Browse Prior Art Database

Soft Surface Height Gage

IP.com Disclosure Number: IPCOM000073976D
Original Publication Date: 1971-Feb-01
Included in the Prior Art Database: 2005-Feb-23
Document File: 2 page(s) / 28K

Publishing Venue

IBM

Related People

Horton, RC: AUTHOR [+2]

Abstract

The apparatus shown can measure absolute and relative heights of soft surfaces with height gage indicator pressures minimized to provide a high degree of accuracy. The structure of Drawing A employs a surface plate 1 with a plate check 2, a height gage 3 and an angle block 4. A means for viewing the details of the workpiece surface 5, such as a scope 10, is mounted, and a small, electrically conductive probe 6 is affixed to the height gage. A circuit continuity instrument, such as an ohmmeter 7, is wired to the height gage, plate check and angle block, as shown. The work-piece 8 with the soft surface 5 is mounted on angle block 4, with the probing of the surface with contact 6 observed through scope 10. The probe is hen adjusted so that it just makes contact.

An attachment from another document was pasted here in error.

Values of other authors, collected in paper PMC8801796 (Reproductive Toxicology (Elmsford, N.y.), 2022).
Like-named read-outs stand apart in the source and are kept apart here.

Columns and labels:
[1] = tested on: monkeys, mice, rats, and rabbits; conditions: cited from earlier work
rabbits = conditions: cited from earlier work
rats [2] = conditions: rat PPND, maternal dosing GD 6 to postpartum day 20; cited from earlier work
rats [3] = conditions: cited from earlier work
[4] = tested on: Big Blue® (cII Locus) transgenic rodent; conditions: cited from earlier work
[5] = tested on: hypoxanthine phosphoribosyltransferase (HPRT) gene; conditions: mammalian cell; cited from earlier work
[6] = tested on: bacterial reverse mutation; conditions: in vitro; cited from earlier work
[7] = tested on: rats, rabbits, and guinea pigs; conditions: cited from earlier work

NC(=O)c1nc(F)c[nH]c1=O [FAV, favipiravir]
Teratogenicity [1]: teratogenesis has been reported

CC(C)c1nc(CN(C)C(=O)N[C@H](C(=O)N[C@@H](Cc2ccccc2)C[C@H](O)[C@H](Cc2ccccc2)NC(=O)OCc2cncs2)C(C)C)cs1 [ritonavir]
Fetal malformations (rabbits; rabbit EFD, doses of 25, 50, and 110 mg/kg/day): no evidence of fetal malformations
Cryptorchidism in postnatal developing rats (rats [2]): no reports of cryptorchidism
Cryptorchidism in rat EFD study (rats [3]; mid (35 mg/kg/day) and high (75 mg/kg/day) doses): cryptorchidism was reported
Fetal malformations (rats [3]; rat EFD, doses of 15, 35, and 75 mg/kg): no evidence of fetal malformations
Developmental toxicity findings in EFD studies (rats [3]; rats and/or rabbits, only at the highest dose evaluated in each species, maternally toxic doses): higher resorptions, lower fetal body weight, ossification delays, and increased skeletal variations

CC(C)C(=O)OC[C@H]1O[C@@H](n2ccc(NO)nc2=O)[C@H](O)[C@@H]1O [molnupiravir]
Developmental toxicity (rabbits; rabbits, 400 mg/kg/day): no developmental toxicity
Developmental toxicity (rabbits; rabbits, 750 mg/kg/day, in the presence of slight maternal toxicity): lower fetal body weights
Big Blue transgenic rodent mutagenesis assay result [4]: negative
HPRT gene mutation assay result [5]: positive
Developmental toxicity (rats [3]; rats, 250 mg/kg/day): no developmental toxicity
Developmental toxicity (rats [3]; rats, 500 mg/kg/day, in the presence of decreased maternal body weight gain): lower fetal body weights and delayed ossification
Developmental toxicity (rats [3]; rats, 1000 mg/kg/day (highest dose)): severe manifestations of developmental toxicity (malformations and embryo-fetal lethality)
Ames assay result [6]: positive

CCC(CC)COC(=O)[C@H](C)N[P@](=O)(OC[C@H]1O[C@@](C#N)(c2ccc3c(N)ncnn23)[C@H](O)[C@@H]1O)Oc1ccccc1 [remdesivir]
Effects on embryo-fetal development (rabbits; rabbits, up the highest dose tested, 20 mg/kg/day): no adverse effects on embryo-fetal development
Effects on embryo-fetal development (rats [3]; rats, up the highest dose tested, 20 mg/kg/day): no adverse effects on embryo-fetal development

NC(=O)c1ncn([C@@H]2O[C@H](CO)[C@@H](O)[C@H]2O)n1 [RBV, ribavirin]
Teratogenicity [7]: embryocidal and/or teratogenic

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Soft Surface Height Gage

The apparatus shown can measure absolute and relative heights of soft surfaces with height gage indicator pressures minimized to provide a high degree of accuracy. The structure of Drawing A employs a surface plate 1 with a plate check 2, a height gage 3 and an angle block 4. A means for viewing the details of the workpiece surface 5, such as a scope 10, is mounted, and a small, electrically conductive probe 6 is affixed to the height gage. A circuit continuity instrument, such as an ohmmeter 7, is wired to the height gage, plate check and angle block, as shown. The work-piece 8 with the soft surface 5 is mounted on angle block 4, with the probing of the surface with contact 6 observed through scope 10. The probe is hen adjusted so that it just makes contact. The height gage is then moved for example, via slide blocks, not shown) to the plate check
2. The plate check is adjusted so that the calibration surface makes a circuit contact with the probe and the height is then determined. The details of higher and lower areas of the surface workpiece can then be measured and observed. If hard conductive surfaces are to be measured, metal may be used for both the workpiece contact and the plate check contact.

The embodiment shown in Drawing B eliminates the use of height gage 3 and any movement between workpiece and plate check. This device also is capable of making go-no-go checks as well as measurements. When a probe is attached to one of the...